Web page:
kwillg6
February 23, 2005
Member since 01/18/2005 🔗
2,034 posts
Either being the missle or the target on the slopes is a preventable event. The majority of collisions are by out of control skiers/boarders who, for whatever reason, feel they can exceed their ability regardless of terrain. I have been fortunate in that I have not been injured by out of control skiers/boarders. Had equipment damaged, clothing ruined, but no blood or guts. Others have not been so fortunate. When in Europe, I was amazed that although they skied fast, collisions were non-existent. Perhaps it's the "laws" and the consequences of being in a colllision with another person on the slopes that acts as a deterent, I don't know. We need to do a better job controlling our own actions while enjoying the sport. If a skier/boarder has a collision, it is generally due to going too fast in a given area with the factors of conditions, crowds, and skill level as considerations. Just like driving a car, you slow down in traffic, poor conditions, or when there is an "impared operator" close by. Why should our sport be any different? Yes, everyone needs to learn how to control their turns while going fast, but common sence dictates that we do it where others are not at risk. Sorry about the sermon....but I feel that collisions are caused by inexperience, inability, or lack of using the gray matter that god gave us.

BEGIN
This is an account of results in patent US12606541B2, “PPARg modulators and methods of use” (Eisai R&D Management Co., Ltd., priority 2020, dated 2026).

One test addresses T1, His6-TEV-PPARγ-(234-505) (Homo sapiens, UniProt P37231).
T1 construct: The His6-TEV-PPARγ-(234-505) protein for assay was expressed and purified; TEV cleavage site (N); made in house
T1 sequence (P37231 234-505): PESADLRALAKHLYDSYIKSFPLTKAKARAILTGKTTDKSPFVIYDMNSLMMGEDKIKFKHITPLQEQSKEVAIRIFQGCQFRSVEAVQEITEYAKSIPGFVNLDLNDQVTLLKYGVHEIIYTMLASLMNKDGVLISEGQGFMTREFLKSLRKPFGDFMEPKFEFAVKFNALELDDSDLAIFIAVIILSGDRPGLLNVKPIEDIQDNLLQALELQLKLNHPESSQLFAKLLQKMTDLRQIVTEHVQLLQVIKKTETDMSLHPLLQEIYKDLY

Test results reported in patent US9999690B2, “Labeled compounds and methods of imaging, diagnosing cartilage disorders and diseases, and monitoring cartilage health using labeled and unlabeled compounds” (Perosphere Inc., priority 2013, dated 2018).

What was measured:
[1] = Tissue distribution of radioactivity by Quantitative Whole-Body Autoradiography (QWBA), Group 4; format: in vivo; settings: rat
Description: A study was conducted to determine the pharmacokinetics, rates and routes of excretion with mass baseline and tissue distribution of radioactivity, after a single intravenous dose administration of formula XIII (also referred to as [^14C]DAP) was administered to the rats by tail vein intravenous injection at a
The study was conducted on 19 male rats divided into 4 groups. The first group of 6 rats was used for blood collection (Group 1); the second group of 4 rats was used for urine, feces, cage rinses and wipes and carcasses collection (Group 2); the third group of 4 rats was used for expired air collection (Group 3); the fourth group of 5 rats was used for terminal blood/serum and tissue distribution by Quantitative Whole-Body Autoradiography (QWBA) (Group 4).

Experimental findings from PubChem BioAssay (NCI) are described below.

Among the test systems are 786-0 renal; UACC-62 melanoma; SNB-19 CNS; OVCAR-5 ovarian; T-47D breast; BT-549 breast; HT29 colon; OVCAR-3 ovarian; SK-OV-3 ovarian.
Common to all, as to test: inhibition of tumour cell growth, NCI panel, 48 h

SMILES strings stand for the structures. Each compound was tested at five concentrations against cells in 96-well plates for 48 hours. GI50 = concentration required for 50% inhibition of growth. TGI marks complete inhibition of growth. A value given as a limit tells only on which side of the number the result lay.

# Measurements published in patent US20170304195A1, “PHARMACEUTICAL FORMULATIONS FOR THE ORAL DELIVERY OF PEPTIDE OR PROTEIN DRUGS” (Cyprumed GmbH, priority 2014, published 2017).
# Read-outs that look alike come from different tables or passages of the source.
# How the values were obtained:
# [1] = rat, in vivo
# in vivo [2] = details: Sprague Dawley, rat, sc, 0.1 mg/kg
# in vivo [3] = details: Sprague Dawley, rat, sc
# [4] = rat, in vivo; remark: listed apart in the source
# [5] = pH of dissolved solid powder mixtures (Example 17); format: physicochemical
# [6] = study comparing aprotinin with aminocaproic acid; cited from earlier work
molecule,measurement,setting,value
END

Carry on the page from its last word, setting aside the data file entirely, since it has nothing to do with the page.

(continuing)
Roger Z
February 23, 2005
Member since 01/16/2004 🔗
2,181 posts